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        Clocks tick, bridges and skyscrapers vibrate, neuronal networks oscillate. Are neuronal oscillations an inevitable by-product, similar to bridge vibrations, or an essential part of the brain's design? Mammalian cortical neurons form behavior-dependent oscillating networks of various sizes, which span five orders of magnitude in frequency. These oscillations are phylogenetically preserved, suggesting that they are functionally relevant. Recent findings indicate that network oscillations bias input selection, temporally link neurons into assemblies, and facilitate synaptic plasticity, mechanisms that cooperatively support temporal representation and long-term consolidation of information.
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          A mechanism for cognitive dynamics: neuronal communication through neuronal coherence.

           Pascal Fries (2005)
          At any one moment, many neuronal groups in our brain are active. Microelectrode recordings have characterized the activation of single neurons and fMRI has unveiled brain-wide activation patterns. Now it is time to understand how the many active neuronal groups interact with each other and how their communication is flexibly modulated to bring about our cognitive dynamics. I hypothesize that neuronal communication is mechanistically subserved by neuronal coherence. Activated neuronal groups oscillate and thereby undergo rhythmic excitability fluctuations that produce temporal windows for communication. Only coherently oscillating neuronal groups can interact effectively, because their communication windows for input and for output are open at the same times. Thus, a flexible pattern of coherence defines a flexible communication structure, which subserves our cognitive flexibility.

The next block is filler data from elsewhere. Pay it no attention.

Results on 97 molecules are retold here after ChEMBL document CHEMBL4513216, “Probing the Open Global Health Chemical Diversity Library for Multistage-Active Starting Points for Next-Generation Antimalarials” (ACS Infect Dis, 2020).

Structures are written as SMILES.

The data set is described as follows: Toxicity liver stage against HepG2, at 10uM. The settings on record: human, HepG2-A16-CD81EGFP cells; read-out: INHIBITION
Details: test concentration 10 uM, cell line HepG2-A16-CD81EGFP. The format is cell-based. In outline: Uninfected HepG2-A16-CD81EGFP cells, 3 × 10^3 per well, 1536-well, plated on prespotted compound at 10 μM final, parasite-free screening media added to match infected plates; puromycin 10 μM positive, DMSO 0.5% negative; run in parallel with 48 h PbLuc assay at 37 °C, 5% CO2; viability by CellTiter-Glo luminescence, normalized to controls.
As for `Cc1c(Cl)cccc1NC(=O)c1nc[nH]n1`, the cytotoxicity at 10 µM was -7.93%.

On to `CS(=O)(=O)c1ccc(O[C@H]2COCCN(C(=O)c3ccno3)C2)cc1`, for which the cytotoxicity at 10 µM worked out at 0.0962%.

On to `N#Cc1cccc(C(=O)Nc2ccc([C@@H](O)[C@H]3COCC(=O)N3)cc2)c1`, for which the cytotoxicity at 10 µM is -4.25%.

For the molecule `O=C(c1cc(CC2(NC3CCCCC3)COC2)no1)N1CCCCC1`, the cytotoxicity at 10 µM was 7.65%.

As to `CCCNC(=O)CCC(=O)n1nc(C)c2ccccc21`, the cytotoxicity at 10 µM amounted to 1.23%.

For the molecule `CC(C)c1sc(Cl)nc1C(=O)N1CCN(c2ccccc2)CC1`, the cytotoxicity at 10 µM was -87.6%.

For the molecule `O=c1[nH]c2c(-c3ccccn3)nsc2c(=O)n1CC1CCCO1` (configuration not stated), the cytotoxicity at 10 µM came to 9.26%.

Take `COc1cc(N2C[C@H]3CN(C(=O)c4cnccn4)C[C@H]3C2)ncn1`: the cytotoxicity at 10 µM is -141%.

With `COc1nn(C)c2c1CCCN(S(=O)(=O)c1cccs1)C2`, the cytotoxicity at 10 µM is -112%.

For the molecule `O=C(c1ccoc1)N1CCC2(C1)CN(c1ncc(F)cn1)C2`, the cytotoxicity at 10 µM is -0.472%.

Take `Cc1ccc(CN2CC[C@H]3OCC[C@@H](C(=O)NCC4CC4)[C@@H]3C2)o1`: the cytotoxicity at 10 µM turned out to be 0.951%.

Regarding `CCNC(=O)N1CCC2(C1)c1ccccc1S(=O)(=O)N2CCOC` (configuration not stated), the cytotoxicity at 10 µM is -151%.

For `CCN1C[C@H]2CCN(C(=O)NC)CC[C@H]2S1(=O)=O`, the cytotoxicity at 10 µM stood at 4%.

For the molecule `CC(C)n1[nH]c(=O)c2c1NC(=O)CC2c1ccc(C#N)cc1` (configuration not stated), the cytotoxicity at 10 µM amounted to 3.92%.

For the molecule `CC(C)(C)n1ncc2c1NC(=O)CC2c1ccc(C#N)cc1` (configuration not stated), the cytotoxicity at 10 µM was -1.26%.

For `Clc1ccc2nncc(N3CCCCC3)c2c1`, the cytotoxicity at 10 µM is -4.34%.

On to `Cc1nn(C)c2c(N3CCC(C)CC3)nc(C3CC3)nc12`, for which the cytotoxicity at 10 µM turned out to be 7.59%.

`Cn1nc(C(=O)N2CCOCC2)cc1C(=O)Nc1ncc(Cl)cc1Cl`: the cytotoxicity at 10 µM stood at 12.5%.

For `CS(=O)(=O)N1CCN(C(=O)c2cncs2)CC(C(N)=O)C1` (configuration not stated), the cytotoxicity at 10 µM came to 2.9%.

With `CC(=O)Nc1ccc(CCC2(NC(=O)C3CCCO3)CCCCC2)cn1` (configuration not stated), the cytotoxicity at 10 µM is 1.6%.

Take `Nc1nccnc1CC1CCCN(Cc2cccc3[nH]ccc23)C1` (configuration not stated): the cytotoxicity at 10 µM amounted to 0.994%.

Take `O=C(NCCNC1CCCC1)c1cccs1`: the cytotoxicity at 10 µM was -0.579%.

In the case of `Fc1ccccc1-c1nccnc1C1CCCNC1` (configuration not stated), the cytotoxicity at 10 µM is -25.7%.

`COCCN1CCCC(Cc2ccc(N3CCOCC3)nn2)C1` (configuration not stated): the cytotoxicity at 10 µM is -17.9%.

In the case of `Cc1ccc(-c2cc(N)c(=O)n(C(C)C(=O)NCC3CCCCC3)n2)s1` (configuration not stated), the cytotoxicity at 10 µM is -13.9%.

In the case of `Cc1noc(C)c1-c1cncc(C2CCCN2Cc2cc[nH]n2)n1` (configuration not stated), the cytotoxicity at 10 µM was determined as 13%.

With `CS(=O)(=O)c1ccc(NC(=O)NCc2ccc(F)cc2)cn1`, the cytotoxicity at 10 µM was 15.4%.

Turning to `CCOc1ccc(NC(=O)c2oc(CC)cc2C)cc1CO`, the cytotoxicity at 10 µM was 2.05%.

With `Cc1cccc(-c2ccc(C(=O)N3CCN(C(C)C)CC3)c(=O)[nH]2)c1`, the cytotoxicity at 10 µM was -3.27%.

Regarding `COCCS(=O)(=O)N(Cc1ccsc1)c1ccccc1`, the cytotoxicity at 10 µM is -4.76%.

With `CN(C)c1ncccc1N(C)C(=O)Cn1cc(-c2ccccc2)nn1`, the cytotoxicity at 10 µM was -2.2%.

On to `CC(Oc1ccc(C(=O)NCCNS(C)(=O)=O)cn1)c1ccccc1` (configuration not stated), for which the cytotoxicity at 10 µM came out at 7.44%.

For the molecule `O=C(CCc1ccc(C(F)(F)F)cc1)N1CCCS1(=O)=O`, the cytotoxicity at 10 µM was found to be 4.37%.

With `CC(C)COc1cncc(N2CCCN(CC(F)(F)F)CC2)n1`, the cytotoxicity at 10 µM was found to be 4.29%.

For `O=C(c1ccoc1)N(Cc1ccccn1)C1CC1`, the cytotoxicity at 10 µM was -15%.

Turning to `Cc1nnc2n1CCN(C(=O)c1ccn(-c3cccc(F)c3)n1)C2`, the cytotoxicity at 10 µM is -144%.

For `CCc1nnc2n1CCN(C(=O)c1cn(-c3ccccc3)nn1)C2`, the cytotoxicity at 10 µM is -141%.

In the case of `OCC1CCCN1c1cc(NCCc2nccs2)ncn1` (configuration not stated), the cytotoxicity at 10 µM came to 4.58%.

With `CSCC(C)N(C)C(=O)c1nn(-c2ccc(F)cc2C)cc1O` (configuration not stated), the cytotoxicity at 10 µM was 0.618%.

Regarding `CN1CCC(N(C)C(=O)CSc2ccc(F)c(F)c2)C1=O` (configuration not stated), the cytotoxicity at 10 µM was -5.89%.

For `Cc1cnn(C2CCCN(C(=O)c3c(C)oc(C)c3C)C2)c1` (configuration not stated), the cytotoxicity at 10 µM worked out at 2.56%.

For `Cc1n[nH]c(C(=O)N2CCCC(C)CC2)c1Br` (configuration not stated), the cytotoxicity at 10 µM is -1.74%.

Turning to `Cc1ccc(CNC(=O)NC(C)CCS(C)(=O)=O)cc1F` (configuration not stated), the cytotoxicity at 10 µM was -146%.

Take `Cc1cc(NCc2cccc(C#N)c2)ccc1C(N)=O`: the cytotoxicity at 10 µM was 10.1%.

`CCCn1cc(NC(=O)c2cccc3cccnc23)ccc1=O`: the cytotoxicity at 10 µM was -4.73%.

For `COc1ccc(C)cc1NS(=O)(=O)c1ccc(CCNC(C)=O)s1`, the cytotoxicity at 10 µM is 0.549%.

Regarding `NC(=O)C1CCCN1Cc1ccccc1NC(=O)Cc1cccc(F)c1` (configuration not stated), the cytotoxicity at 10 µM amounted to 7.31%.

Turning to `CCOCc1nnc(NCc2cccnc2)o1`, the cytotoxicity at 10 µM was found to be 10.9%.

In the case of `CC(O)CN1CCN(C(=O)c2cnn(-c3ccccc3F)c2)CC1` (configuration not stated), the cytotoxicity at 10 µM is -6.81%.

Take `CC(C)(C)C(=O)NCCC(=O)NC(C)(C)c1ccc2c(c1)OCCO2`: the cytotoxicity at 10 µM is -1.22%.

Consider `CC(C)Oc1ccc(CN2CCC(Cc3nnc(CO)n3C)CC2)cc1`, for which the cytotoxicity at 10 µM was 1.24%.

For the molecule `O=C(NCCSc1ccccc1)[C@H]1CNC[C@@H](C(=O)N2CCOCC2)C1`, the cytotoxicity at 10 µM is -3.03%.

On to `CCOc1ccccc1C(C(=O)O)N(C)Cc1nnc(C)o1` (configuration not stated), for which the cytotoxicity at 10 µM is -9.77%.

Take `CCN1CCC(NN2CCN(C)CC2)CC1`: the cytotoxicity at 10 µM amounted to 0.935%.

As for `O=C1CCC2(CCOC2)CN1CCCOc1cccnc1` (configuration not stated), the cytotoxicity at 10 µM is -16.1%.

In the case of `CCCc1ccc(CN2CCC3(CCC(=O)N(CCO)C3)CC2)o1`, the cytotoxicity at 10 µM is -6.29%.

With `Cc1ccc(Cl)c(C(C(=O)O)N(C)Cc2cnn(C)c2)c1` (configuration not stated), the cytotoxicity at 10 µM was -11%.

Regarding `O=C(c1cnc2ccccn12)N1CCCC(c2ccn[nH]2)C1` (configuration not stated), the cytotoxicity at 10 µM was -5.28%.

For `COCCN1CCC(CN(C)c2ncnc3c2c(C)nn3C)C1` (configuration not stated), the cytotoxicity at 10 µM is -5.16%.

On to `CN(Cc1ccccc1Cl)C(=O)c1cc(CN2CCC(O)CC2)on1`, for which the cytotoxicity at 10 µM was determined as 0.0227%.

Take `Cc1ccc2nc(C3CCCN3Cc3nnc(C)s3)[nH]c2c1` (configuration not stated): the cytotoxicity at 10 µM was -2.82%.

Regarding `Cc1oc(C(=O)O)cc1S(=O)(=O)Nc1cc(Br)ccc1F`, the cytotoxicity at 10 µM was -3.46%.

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            Author and article information

            Affiliations
            NYU Neuroscience Institute, School of Medicine, New York University, New York, NY, USA
            Department of Psychiatry, Weill-Cornell Medical College, New York, NY, USA
            Author notes
            Contributors
            NYU Neuroscience Institute, School of Medicine, New York University, New York, NY, USA
            Department of Psychiatry, Weill-Cornell Medical College, New York, NY, USA
            Journal
            Dialogues Clin Neurosci
            Dialogues Clin Neurosci
            Dialogues Clin Neurosci
            Dialogues in Clinical Neuroscience
            Les Laboratoires Servier (France )
            1294-8322
            1958-5969
            December 2012
            December 2012
            : 14
            : 4
            : 345-367
            23393413
            3553572
            Copyright: © 2012 LLS

            This is an open-access article distributed under the terms of the Creative Commons Attribution License ( http://creativecommons.org/licenses/by-nc-nd/3.0/), which permits unrestricted use, distribution, and reproduction in any medium, provided the original work is properly cited.

            Categories
            State of the Art

            Neurosciences

            psychiatry, assembly, action potential, coding, neuron, oscillation, brain